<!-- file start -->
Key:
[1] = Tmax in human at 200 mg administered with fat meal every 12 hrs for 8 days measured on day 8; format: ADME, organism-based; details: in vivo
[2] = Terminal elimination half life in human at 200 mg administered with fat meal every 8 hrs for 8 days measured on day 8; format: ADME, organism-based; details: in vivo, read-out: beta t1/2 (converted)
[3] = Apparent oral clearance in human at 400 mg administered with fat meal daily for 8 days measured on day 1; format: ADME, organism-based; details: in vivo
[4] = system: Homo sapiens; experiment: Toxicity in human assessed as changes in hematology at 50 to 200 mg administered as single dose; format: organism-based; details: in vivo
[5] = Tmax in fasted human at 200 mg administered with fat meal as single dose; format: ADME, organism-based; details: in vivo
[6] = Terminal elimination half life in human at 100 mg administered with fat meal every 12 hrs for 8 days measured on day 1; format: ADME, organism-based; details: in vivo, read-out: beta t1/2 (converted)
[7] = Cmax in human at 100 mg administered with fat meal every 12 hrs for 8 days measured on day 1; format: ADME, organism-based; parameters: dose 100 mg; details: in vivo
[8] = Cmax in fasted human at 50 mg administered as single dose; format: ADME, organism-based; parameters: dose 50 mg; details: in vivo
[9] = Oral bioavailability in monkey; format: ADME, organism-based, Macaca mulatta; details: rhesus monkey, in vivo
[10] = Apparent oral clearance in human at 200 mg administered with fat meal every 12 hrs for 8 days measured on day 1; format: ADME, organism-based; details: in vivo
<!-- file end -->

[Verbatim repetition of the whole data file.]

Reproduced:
Key:
[1] = Tmax in human at 200 mg administered with fat meal every 12 hrs for 8 days measured on day 8; format: ADME, organism-based; details: in vivo
[2] = Terminal elimination half life in human at 200 mg administered with fat meal every 8 hrs for 8 days measured on day 8; format: ADME, organism-based; details: in vivo, read-out: beta t1/2 (converted)
[3] = Apparent oral clearance in human at 400 mg administered with fat meal daily for 8 days measured on day 1; format: ADME, organism-based; details: in vivo
[4] = system: Homo sapiens; experiment: Toxicity in human assessed as changes in hematology at 50 to 200 mg administered as single dose; format: organism-based; details: in vivo
[5] = Tmax in fasted human at 200 mg administered with fat meal as single dose; format: ADME, organism-based; details: in vivo
[6] = Terminal elimination half life in human at 100 mg administered with fat meal every 12 hrs for 8 days measured on day 1; format: ADME, organism-based; details: in vivo, read-out: beta t1/2 (converted)
[7] = Cmax in human at 100 mg administered with fat meal every 12 hrs for 8 days measured on day 1; format: ADME, organism-based; parameters: dose 100 mg; details: in vivo
[8] = Cmax in fasted human at 50 mg administered as single dose; format: ADME, organism-based; parameters: dose 50 mg; details: in vivo
[9] = Oral bioavailability in monkey; format: ADME, organism-based, Macaca mulatta; details: rhesus monkey, in vivo
[10] = Apparent oral clearance in human at 200 mg administered with fat meal every 12 hrs for 8 days measured on day 1; format: ADME, organism-based; details: in vivo